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M J Longley (Penarth, South Glamorgan United Kingdom)

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The Visit Of The Royal Physician
The Visit Of The Royal Physician
by Per Olov Enquist
Edition: Paperback
Price: £7.19

8 of 9 people found the following review helpful
5.0 out of 5 stars A powerful historical/philosophical romance, 9 Jun 2003
This book recently won the Independent Foreign Book Award, and has won similar awards in France and elsewhere. It is based on the bizarre facts of a brief period in eighteenth century Danish history when the incompetent and youthful king first fell under the influence of the eponymous Enlightenment physician, and then under that of a scheming reactionary courtier.
The personal is interwoven with the political. The queen is a complex and sympathetic character, and her mystical and serene relationship with the physician creates an almost magical atmosphere, inevitably destroyed as the forces of reaction gather strength. The physician is beautifully and subtly portrayed - his painful uncertainty and indecision, combined with his idealistic espousal of Enloightenment values, creates a fragile but sympatheic and believable character, who nevertheless remains something of a mystery to the end.
A complex and subtle book, but eminently readable. Highly recommended.


Brazil
Brazil
by John Updike
Edition: Paperback

5 of 8 people found the following review helpful
3.0 out of 5 stars Good, but not as good as Rabbit!, 9 Jun 2003
This review is from: Brazil (Paperback)
This was new territory for me - I had only read the Rabbit novels before, and some short stories. This is very different - an epic story of tavel and personal development across Brazil. There are various symbolic elements which underscore various stages of the transformation of the two key characters, and there is much to enjoy. But ultimately it fails to convince. Whereas one has no doubt that Updike knew and understood the middle America of Rabbit, one is left with the uneasy feeling that in Brazil, he has only a tourist's understanding, and that the setting is really a peg on which to hang a magical realist parable which is clever rather than moving.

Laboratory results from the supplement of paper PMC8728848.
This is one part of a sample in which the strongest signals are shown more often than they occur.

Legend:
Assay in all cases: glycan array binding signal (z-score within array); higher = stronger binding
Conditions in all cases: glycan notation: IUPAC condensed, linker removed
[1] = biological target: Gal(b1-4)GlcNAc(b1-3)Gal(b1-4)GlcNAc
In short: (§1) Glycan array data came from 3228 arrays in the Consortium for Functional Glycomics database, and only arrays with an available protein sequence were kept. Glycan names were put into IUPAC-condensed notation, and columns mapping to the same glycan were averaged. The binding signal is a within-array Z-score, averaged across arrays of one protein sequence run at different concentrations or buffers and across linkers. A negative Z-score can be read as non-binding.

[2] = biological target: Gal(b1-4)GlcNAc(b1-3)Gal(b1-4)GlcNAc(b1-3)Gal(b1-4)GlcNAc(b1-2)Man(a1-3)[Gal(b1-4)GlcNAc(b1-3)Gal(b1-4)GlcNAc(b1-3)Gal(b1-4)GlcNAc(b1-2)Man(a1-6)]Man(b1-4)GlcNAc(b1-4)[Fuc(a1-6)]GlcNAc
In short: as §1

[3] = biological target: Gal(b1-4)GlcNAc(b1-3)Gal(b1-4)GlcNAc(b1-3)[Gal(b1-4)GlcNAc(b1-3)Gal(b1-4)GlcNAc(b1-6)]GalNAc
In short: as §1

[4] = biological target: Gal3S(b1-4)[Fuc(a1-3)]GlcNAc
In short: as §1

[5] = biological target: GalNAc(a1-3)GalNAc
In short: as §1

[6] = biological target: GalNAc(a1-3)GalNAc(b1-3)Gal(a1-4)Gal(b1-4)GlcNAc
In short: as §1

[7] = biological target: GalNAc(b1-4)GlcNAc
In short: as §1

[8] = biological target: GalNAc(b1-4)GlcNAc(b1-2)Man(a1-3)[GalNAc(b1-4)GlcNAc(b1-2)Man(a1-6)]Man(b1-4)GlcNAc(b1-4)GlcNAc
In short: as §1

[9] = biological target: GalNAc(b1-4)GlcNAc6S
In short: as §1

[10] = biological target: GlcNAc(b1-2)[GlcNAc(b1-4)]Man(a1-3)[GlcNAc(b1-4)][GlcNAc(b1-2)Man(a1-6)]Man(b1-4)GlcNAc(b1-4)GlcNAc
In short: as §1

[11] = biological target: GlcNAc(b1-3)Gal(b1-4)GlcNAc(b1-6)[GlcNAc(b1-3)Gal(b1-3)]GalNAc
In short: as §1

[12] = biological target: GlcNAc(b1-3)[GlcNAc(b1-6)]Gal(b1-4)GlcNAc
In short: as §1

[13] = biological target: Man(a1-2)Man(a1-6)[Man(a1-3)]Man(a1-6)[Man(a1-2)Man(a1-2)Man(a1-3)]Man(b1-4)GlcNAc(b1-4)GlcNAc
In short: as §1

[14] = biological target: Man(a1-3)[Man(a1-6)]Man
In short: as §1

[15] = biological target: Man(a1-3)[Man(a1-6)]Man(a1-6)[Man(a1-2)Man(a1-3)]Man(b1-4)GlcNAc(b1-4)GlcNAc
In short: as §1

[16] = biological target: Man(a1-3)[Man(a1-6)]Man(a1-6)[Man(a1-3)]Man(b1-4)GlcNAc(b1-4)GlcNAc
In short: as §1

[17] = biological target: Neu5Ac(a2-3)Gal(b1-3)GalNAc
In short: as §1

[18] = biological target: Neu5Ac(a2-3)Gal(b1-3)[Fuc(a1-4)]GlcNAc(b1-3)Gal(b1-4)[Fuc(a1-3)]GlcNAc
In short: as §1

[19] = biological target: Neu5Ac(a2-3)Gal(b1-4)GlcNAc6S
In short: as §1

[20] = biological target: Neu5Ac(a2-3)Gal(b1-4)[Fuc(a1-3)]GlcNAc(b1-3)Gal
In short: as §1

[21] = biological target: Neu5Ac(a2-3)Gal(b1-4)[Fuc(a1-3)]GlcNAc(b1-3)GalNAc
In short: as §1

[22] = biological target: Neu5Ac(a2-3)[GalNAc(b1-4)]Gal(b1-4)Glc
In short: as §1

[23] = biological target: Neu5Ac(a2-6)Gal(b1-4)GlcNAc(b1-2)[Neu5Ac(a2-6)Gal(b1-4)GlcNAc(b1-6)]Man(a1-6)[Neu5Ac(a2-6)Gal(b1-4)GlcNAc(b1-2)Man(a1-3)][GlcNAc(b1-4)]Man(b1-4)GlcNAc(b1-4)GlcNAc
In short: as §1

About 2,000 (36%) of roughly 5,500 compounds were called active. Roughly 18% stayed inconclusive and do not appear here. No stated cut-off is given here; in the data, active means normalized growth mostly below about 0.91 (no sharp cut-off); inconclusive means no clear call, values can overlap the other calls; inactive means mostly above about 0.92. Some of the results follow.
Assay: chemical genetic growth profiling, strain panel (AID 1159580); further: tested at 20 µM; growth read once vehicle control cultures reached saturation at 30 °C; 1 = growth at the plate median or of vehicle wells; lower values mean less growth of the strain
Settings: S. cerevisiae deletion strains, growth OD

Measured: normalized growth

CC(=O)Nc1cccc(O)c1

Comment Comment (1) | Permalink | Most recent comment: Mar 24, 2012 9:59 PM GMT


The Feast of the Goat
The Feast of the Goat
by Mario Vargas Llosa
Edition: Paperback

2 of 2 people found the following review helpful
5.0 out of 5 stars Deeply distrubing, 9 Jun 2003
This review is from: The Feast of the Goat (Paperback)
This is a book which sucks the reader deeper and deeper into a world so disturbing that one never forgets the feeling of dread which it engenders. There comes a point in the story when one begins to guess what the denouement might be, but thinks 'surely that can't be it - that is too horrific to contemplate'. But it is!
This novel has the key elements of great tragedy - the world heading inexorably to disaster, a sense of human characters whose future is doomed, the playthings of the gods. Told through 3 separate story strands - the Dictator, his assassins, and a victim of the regime's depravity - the tension builds to a devastating climax, to be followed by an outcome as unsatisfactory and messy as real life. I have no idea how historically accurate the story is, but most importantly it FEELS accurate. A book which shakes you to your core.


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